Traditional and aristocratic architecture
Le Jardin Secret is made up of two separate complexes, each of which can be considered as a self-contained riad. The term riad is used in Morocco to describe any residence with a garden at its centre, as opposed to a dar, a residence in which the small extension of the oust-ed-dar (central patio) does not permit the planting of trees. Bordered by high walls without windows, the riad is laid out on a rectangular plan, around a large garden divided into four parterres by the intersection of two raised walks, at the centre of which stands a fountain or, as in Le Jardin Secret, a marble bowl (khossa).
The main buildings of the riad are at the two ends of the main axis, preceded by porticos with pointed arches (Oud el Ward pavilion) or wooden architraves (Hbiqa pavilion). The pavilions do not have great depth and display ceilings with exposed beams, double doors and windows close to the ground, given the custom of sitting on sofas placed directly on the ground.The servants’ quarters and service rooms occupied various small dars annexed to the riad, since lost.
The tower, qubba and hammam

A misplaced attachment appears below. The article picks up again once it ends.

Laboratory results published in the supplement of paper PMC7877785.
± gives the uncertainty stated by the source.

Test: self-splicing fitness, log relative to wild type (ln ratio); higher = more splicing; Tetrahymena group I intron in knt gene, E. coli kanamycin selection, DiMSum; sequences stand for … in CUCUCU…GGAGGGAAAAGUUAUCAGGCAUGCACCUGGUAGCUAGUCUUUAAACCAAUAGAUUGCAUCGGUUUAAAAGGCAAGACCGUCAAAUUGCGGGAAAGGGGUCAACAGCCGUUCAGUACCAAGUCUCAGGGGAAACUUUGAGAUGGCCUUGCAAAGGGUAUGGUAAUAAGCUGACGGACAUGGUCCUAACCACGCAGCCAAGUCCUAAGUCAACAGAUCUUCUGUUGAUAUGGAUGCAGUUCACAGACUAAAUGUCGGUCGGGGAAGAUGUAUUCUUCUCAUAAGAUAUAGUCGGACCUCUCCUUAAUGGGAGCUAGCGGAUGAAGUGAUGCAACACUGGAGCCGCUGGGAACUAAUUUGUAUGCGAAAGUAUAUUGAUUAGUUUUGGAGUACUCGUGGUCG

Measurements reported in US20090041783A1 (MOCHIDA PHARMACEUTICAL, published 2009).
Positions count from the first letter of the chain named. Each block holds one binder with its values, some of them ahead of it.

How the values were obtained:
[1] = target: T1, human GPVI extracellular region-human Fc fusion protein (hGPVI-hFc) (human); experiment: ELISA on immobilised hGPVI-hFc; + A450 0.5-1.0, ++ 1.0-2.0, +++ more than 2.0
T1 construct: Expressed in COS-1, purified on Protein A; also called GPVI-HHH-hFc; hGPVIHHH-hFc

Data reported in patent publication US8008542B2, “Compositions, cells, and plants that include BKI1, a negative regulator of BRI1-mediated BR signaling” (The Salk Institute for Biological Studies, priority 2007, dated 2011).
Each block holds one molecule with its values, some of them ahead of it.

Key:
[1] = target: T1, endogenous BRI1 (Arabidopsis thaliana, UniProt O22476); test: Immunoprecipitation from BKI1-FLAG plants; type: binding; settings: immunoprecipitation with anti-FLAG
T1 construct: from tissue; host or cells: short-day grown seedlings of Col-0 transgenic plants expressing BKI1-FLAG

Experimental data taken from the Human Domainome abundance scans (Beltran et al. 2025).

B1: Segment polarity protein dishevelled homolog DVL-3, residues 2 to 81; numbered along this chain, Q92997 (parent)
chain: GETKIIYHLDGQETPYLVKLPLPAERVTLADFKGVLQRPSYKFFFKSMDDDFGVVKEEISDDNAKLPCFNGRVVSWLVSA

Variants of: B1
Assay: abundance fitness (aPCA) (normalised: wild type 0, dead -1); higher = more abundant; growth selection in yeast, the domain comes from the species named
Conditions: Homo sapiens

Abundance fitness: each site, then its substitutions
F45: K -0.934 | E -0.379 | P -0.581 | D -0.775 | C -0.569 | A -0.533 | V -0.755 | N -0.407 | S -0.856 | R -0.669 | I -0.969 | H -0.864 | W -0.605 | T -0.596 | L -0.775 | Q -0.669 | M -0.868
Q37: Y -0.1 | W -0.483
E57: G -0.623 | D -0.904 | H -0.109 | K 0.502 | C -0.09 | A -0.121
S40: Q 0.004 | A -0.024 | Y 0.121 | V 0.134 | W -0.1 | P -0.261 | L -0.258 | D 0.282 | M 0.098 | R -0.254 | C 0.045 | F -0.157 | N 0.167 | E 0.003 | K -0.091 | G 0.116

The exceptional size of Le Jardin Secret was and continues to be evidence of the importance of the residence and its inhabitants.This importance is underlined by the small qubba, crowned by the traditional green glazed tiles, and the tower, later built beside it. Known as borj or menzeh, the tower, like the qubba, certainly had a symbolic role: towering above the medina, it reflected the wealth and power of its owner. At seventeen metres, the tower of Le Jardin Secret is as high as many of the minarets of the city’s mosques and today provides unique views over the city to the mountains, there are almost no other buildings of this kind left today in Marrakech. Its practical functions, however, are still unclear: was it a belvedere? or a watchtower? Another significant element is the hammam adjacent to the Hbiqa pavilion: by definition a public bath, to have one inside the riad was a sign of wealth and sophistication.